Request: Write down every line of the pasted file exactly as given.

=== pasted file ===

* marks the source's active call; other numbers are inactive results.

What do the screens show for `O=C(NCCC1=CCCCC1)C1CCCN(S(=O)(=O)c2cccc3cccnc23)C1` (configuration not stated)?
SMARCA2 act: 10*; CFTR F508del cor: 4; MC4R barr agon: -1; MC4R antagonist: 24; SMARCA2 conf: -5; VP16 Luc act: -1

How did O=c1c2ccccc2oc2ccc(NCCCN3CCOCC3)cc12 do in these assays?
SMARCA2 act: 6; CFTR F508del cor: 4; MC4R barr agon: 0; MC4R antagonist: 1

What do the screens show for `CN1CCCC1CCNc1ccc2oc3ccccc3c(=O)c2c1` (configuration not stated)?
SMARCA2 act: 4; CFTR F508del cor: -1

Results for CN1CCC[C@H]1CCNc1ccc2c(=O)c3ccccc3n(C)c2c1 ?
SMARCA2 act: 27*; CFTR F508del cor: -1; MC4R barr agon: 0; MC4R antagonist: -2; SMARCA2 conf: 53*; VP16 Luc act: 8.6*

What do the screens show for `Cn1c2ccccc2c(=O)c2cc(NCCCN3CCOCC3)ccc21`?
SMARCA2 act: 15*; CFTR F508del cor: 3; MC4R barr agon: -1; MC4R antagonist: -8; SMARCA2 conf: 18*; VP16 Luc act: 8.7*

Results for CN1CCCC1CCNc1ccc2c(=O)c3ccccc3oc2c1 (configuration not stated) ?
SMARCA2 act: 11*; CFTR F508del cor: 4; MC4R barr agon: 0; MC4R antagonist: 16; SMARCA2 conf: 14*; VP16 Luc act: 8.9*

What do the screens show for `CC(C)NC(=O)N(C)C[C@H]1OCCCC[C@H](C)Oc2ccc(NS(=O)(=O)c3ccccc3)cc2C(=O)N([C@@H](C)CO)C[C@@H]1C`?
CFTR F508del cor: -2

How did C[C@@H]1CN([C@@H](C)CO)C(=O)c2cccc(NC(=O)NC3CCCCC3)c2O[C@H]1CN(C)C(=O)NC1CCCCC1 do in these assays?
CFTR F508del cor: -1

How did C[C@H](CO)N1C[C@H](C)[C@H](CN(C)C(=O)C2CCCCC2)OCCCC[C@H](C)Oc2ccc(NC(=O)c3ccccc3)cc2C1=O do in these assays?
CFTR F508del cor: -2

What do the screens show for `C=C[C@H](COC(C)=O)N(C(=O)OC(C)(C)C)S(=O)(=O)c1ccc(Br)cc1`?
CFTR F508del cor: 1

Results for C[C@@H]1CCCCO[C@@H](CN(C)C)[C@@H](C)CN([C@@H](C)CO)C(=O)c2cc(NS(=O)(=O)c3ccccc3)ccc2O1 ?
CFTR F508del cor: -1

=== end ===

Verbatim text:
* marks the source's active call; other numbers are inactive results.

What do the screens show for `O=C(NCCC1=CCCCC1)C1CCCN(S(=O)(=O)c2cccc3cccnc23)C1` (configuration not stated)?
SMARCA2 act: 10*; CFTR F508del cor: 4; MC4R barr agon: -1; MC4R antagonist: 24; SMARCA2 conf: -5; VP16 Luc act: -1

How did O=c1c2ccccc2oc2ccc(NCCCN3CCOCC3)cc12 do in these assays?
SMARCA2 act: 6; CFTR F508del cor: 4; MC4R barr agon: 0; MC4R antagonist: 1

What do the screens show for `CN1CCCC1CCNc1ccc2oc3ccccc3c(=O)c2c1` (configuration not stated)?
SMARCA2 act: 4; CFTR F508del cor: -1

Results for CN1CCC[C@H]1CCNc1ccc2c(=O)c3ccccc3n(C)c2c1 ?
SMARCA2 act: 27*; CFTR F508del cor: -1; MC4R barr agon: 0; MC4R antagonist: -2; SMARCA2 conf: 53*; VP16 Luc act: 8.6*

What do the screens show for `Cn1c2ccccc2c(=O)c2cc(NCCCN3CCOCC3)ccc21`?
SMARCA2 act: 15*; CFTR F508del cor: 3; MC4R barr agon: -1; MC4R antagonist: -8; SMARCA2 conf: 18*; VP16 Luc act: 8.7*

Results for CN1CCCC1CCNc1ccc2c(=O)c3ccccc3oc2c1 (configuration not stated) ?
SMARCA2 act: 11*; CFTR F508del cor: 4; MC4R barr agon: 0; MC4R antagonist: 16; SMARCA2 conf: 14*; VP16 Luc act: 8.9*

What do the screens show for `CC(C)NC(=O)N(C)C[C@H]1OCCCC[C@H](C)Oc2ccc(NS(=O)(=O)c3ccccc3)cc2C(=O)N([C@@H](C)CO)C[C@@H]1C`?
CFTR F508del cor: -2

How did C[C@@H]1CN([C@@H](C)CO)C(=O)c2cccc(NC(=O)NC3CCCCC3)c2O[C@H]1CN(C)C(=O)NC1CCCCC1 do in these assays?
CFTR F508del cor: -1

How did C[C@H](CO)N1C[C@H](C)[C@H](CN(C)C(=O)C2CCCCC2)OCCCC[C@H](C)Oc2ccc(NC(=O)c3ccccc3)cc2C1=O do in these assays?
CFTR F508del cor: -2

What do the screens show for `C=C[C@H](COC(C)=O)N(C(=O)OC(C)(C)C)S(=O)(=O)c1ccc(Br)cc1`?
CFTR F508del cor: 1

Results for C[C@@H]1CCCCO[C@@H](CN(C)C)[C@@H](C)CN([C@@H](C)CO)C(=O)c2cc(NS(=O)(=O)c3ccccc3)ccc2O1 ?
CFTR F508del cor: -1